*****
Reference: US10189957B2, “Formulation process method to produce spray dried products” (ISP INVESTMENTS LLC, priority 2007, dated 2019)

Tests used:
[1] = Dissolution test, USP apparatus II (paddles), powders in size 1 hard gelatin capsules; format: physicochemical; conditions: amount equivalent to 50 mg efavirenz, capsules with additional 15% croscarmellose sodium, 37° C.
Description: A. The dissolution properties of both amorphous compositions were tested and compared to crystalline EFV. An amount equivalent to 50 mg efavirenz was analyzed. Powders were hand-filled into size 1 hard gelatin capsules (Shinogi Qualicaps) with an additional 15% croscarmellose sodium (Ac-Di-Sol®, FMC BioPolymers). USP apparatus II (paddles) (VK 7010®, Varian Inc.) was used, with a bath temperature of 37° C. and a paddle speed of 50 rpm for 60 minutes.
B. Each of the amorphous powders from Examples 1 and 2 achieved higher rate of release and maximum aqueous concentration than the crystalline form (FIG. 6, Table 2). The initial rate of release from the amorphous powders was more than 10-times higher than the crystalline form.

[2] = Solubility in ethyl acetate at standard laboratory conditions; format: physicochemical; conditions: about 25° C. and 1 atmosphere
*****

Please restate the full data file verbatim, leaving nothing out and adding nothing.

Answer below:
Reference: US10189957B2, “Formulation process method to produce spray dried products” (ISP INVESTMENTS LLC, priority 2007, dated 2019)

Tests used:
[1] = Dissolution test, USP apparatus II (paddles), powders in size 1 hard gelatin capsules; format: physicochemical; conditions: amount equivalent to 50 mg efavirenz, capsules with additional 15% croscarmellose sodium, 37° C.
Description: A. The dissolution properties of both amorphous compositions were tested and compared to crystalline EFV. An amount equivalent to 50 mg efavirenz was analyzed. Powders were hand-filled into size 1 hard gelatin capsules (Shinogi Qualicaps) with an additional 15% croscarmellose sodium (Ac-Di-Sol®, FMC BioPolymers). USP apparatus II (paddles) (VK 7010®, Varian Inc.) was used, with a bath temperature of 37° C. and a paddle speed of 50 rpm for 60 minutes.
B. Each of the amorphous powders from Examples 1 and 2 achieved higher rate of release and maximum aqueous concentration than the crystalline form (FIG. 6, Table 2). The initial rate of release from the amorphous powders was more than 10-times higher than the crystalline form.

[2] = Solubility in ethyl acetate at standard laboratory conditions; format: physicochemical; conditions: about 25° C. and 1 atmosphere